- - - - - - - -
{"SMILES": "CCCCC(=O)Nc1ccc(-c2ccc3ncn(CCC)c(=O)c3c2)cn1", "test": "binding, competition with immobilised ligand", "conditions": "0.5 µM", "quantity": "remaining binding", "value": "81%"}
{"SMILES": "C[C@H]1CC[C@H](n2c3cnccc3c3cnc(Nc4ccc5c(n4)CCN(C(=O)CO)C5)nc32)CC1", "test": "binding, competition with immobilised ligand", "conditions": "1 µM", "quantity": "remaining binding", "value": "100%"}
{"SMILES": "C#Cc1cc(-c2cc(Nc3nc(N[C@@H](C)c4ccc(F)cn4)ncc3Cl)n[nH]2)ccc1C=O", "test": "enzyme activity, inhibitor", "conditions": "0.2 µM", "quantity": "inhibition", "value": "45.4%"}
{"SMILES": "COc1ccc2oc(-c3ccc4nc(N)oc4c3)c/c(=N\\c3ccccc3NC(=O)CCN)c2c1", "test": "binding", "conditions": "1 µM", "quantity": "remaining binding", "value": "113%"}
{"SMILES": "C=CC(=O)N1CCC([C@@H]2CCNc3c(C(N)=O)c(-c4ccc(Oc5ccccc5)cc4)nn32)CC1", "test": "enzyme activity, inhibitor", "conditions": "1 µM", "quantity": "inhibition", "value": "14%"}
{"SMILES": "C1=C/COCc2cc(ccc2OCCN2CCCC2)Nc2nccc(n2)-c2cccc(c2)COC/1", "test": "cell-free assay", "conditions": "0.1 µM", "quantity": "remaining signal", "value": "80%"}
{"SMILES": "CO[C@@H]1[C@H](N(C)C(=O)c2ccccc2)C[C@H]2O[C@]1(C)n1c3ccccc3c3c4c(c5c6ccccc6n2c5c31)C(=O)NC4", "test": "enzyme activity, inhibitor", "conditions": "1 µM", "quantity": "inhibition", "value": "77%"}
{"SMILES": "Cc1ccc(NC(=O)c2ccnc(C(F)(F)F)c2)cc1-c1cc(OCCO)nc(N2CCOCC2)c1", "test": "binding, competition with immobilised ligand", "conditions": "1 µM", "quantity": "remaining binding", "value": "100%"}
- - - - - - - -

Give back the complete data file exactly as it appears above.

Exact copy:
{"SMILES": "CCCCC(=O)Nc1ccc(-c2ccc3ncn(CCC)c(=O)c3c2)cn1", "test": "binding, competition with immobilised ligand", "conditions": "0.5 µM", "quantity": "remaining binding", "value": "81%"}
{"SMILES": "C[C@H]1CC[C@H](n2c3cnccc3c3cnc(Nc4ccc5c(n4)CCN(C(=O)CO)C5)nc32)CC1", "test": "binding, competition with immobilised ligand", "conditions": "1 µM", "quantity": "remaining binding", "value": "100%"}
{"SMILES": "C#Cc1cc(-c2cc(Nc3nc(N[C@@H](C)c4ccc(F)cn4)ncc3Cl)n[nH]2)ccc1C=O", "test": "enzyme activity, inhibitor", "conditions": "0.2 µM", "quantity": "inhibition", "value": "45.4%"}
{"SMILES": "COc1ccc2oc(-c3ccc4nc(N)oc4c3)c/c(=N\\c3ccccc3NC(=O)CCN)c2c1", "test": "binding", "conditions": "1 µM", "quantity": "remaining binding", "value": "113%"}
{"SMILES": "C=CC(=O)N1CCC([C@@H]2CCNc3c(C(N)=O)c(-c4ccc(Oc5ccccc5)cc4)nn32)CC1", "test": "enzyme activity, inhibitor", "conditions": "1 µM", "quantity": "inhibition", "value": "14%"}
{"SMILES": "C1=C/COCc2cc(ccc2OCCN2CCCC2)Nc2nccc(n2)-c2cccc(c2)COC/1", "test": "cell-free assay", "conditions": "0.1 µM", "quantity": "remaining signal", "value": "80%"}
{"SMILES": "CO[C@@H]1[C@H](N(C)C(=O)c2ccccc2)C[C@H]2O[C@]1(C)n1c3ccccc3c3c4c(c5c6ccccc6n2c5c31)C(=O)NC4", "test": "enzyme activity, inhibitor", "conditions": "1 µM", "quantity": "inhibition", "value": "77%"}
{"SMILES": "Cc1ccc(NC(=O)c2ccnc(C(F)(F)F)c2)cc1-c1cc(OCCO)nc(N2CCOCC2)c1", "test": "binding, competition with immobilised ligand", "conditions": "1 µM", "quantity": "remaining binding", "value": "100%"}